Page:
While President Trump has made it a priority to curb undocumented immigrants from both coming to and remaining in the U.S. (immigration arrests shot up by 38% in 2017 over the same period in 2016), on August 2, 2017, the President announced his support for the Reforming American Immigration for Strong Employment Act (RAISE Act), legislation introduced by Senator Tom Cotton (R-Arkansas) and Senator David Perdue (R-Georgia) that would also curb legal immigration into the U.S. Although this bill, combined with other factors such as increased immigration enforcement and anti-immigrant rhetoric coming from the White House, certainly has had a chilling effect on immigration, the RAISE Act faces an uphill battle in Congress and has little chance of passing. The current system of distributing green cards has been largely unchanged for over half a century, despite numerous proposals to do so. Additionally, the current Congress is already busy considering major proposals to reform health care, the tax code, and the government’s budget, and will find it difficult to pass such major legislation before the term is over.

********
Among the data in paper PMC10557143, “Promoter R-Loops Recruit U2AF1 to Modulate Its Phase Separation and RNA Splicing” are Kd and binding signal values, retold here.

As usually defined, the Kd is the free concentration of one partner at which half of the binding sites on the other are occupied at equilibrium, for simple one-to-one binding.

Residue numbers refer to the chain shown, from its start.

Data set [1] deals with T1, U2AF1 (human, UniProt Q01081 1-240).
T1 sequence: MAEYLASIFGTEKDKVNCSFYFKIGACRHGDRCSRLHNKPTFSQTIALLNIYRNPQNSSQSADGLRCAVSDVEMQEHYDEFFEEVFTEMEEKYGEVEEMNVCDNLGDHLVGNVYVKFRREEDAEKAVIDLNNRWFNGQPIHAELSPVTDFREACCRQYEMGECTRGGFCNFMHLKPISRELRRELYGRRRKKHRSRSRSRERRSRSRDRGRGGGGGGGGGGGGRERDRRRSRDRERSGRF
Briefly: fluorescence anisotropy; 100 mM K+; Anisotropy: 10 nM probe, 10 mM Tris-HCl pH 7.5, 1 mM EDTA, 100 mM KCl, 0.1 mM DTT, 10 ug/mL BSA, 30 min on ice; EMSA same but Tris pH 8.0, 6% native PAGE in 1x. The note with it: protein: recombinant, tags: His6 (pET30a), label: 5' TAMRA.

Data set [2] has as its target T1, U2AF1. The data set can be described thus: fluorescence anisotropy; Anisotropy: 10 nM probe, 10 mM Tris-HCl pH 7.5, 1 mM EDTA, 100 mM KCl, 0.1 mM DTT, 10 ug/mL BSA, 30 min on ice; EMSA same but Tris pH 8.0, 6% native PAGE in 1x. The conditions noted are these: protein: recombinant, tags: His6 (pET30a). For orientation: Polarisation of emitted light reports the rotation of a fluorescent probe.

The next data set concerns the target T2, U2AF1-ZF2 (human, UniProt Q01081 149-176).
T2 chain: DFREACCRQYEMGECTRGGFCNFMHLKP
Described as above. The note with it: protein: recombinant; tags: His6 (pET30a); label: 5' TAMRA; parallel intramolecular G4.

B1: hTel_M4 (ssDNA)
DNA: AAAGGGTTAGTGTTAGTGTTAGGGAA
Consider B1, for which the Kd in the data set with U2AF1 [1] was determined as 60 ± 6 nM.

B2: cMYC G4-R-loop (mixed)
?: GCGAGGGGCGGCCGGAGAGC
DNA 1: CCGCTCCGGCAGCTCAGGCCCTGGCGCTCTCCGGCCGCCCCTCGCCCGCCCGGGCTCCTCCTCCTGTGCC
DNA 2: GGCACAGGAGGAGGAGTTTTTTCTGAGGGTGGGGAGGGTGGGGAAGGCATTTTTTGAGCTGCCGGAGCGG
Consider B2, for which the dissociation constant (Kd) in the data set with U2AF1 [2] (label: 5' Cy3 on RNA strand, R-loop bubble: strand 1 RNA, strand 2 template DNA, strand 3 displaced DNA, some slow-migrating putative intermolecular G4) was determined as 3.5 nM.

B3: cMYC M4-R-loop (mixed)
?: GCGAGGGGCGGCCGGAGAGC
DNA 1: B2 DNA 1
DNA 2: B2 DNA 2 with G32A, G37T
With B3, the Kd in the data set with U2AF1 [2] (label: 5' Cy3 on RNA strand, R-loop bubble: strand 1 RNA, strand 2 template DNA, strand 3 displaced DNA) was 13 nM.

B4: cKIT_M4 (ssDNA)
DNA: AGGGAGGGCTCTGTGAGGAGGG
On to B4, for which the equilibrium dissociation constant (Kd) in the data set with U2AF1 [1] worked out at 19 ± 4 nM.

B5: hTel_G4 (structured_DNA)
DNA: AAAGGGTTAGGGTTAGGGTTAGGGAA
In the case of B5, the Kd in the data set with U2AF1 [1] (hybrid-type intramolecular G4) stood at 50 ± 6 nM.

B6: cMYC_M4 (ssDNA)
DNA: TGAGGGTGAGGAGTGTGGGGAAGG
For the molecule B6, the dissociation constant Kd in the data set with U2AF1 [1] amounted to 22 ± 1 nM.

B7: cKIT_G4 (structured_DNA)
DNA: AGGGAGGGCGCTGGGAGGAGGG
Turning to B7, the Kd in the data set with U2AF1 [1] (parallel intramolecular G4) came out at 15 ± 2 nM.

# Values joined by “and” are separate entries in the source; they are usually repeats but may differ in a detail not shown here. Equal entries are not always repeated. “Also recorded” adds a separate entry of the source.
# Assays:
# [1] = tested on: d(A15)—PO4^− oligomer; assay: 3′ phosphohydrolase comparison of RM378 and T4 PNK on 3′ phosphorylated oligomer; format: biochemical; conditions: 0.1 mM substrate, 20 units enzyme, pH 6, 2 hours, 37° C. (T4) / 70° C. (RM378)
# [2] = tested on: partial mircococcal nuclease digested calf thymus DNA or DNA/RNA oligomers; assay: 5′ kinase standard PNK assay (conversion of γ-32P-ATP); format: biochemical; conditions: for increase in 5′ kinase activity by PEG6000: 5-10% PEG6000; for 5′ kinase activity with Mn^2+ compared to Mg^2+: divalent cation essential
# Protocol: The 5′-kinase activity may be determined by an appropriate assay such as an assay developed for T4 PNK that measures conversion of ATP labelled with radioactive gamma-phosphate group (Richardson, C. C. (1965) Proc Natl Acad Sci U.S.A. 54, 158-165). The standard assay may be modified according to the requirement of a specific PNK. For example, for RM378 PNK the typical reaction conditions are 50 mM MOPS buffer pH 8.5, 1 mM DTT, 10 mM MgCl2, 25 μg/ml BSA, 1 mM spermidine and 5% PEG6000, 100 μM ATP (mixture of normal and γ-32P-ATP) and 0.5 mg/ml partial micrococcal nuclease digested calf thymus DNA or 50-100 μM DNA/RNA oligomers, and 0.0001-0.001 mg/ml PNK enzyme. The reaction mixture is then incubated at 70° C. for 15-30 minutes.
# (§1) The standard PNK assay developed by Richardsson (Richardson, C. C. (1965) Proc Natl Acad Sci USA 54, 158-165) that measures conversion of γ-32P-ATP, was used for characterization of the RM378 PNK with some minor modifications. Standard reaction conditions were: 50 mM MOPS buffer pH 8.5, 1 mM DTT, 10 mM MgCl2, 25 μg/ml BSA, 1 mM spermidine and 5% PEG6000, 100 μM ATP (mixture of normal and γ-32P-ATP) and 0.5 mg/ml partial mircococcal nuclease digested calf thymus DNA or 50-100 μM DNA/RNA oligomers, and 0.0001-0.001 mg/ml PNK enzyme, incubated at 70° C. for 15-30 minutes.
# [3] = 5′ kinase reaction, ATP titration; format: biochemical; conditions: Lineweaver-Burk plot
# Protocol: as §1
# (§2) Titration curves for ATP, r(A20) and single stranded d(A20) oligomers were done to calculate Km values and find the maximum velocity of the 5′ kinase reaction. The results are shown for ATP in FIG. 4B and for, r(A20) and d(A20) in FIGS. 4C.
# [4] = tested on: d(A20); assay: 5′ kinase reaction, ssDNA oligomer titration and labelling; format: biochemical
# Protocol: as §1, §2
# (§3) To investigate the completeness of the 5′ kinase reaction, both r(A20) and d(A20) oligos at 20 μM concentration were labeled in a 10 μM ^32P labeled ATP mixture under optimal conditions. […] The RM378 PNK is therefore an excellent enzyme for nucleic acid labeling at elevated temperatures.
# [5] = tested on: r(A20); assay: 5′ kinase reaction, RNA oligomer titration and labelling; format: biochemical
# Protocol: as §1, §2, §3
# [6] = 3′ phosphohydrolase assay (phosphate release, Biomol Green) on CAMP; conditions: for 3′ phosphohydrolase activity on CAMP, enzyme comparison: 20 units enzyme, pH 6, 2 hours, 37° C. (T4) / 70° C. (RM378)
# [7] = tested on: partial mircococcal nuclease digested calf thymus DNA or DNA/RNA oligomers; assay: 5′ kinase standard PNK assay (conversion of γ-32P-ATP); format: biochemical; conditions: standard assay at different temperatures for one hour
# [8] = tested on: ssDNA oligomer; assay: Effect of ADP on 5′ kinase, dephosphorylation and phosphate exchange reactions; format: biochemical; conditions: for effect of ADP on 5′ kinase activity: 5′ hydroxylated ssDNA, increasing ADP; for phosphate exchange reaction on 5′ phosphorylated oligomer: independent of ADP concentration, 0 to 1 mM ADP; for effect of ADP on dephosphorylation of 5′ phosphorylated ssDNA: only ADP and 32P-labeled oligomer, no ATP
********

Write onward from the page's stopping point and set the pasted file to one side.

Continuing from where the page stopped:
The bill proposes to cut legal immigration to the U.S. by 50%, and would significantly change the way in which individuals qualify for permanent residency (i.e. green cards), which has largely been unchanged since the current Immigration and Nationality Act was passed in 1965. Specifically, the RAISE Act proposes the following changes to our current immigration laws:
For now, the bill is pending, and our current immigration laws remain unchanged. If you have questions regarding this or other proposed legislation to reform our immigration system, or how it would affect you or your business, please call our office to schedule a consultation.
The material contained in this alert does not constitute direct legal advice and is for informational purposes only. An attorney-client relationship is not presumed or intended by receipt or review of this presentation. The information provided should never replace informed counsel when specific immigration-related guidance is needed.
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